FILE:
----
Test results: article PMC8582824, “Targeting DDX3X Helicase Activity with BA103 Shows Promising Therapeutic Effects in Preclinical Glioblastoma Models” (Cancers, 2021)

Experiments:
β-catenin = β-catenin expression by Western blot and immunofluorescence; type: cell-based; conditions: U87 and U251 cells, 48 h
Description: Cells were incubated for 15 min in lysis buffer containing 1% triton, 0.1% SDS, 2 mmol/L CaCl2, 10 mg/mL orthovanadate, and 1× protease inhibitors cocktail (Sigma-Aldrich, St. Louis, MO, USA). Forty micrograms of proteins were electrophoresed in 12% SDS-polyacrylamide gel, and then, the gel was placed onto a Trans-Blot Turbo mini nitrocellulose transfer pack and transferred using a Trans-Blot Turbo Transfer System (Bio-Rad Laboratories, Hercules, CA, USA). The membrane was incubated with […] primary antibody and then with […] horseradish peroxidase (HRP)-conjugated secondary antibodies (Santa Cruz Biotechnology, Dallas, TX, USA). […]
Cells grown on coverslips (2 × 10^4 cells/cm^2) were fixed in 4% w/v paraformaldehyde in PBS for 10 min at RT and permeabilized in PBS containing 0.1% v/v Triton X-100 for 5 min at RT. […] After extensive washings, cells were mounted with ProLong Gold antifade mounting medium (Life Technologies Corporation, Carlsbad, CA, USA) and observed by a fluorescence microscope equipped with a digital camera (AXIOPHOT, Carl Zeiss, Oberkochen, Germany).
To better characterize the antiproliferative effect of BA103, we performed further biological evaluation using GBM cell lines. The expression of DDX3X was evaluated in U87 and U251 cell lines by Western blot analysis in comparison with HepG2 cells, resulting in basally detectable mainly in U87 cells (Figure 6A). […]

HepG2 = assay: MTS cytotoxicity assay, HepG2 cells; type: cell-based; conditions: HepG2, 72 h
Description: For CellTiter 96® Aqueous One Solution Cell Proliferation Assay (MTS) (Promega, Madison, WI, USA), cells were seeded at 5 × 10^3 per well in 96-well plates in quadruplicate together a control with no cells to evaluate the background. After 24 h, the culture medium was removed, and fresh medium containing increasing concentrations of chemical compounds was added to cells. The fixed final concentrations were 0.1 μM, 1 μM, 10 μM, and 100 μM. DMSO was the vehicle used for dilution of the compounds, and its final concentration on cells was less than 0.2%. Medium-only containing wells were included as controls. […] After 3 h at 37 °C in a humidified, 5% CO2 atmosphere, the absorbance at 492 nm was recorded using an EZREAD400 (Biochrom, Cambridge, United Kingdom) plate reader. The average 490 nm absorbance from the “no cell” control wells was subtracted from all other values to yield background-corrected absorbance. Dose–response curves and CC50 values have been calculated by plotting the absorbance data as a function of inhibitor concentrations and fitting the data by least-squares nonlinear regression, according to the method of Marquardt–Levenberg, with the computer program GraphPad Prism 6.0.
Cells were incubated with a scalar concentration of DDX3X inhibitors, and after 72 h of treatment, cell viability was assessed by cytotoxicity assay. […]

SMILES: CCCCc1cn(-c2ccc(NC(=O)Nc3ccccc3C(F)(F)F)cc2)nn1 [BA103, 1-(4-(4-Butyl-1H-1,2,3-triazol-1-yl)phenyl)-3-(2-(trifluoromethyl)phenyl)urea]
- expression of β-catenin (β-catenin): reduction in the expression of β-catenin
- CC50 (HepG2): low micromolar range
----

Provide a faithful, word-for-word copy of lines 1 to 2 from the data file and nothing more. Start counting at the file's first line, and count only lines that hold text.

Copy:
Test results: article PMC8582824, “Targeting DDX3X Helicase Activity with BA103 Shows Promising Therapeutic Effects in Preclinical Glioblastoma Models” (Cancers, 2021)

Experiments: